Genomic imprinting is the differential expression of an allele based on the parent of origin. Recent transcriptome-wide evaluations of the number of imprinted genes reveal complex patterns of imprinted expression among developmental stages and cell types. Such data demand a comprehensive evolutionary framework in which to understand the effect of natural selection on imprinted gene expression. We present such a framework for how asymmetries in demographic parameters and fitness effects can lead to the evolution of genomic imprinting and place recent theoretical advances in this framework. This represents a modern interpretation of the kinship theory, is well suited to studying populations with complex social interactions, and provides predictions which can be tested with forthcoming transcriptomic data. To understand the intricate phenotypic patterns that are emerging from the recent deluge of data, future investigations of genomic imprinting will require integrating evolutionary theory, transcriptomic data, developmental and functional genetics, and natural history.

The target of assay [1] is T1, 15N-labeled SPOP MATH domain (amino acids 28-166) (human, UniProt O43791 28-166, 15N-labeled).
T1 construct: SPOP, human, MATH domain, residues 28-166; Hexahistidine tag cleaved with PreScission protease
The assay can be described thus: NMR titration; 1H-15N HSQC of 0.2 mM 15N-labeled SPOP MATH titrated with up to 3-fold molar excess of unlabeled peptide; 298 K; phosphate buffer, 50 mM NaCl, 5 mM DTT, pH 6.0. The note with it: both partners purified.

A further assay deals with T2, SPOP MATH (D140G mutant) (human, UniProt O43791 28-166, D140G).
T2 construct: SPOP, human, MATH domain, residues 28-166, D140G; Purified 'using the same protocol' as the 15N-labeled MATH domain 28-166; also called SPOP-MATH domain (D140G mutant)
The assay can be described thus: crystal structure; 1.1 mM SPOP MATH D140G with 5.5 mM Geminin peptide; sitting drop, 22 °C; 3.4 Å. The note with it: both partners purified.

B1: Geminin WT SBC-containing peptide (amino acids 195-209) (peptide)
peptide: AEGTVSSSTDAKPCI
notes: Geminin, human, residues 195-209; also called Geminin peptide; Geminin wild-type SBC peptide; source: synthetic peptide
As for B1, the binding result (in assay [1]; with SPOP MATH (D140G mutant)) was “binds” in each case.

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We thank Graham Coop and Stephanie Kamel for helpful comments on the manuscript. The Santa Fe Institute provided travel funds for a working group devoted to developing the ideas presented here. J.V. acknowledges support from an Omiydar Postdoctoral Fellowship at the Santa Fe Institute and Y.B. support from the National Science Foundation Bioinformatics Postdoctoral Fellowship Program.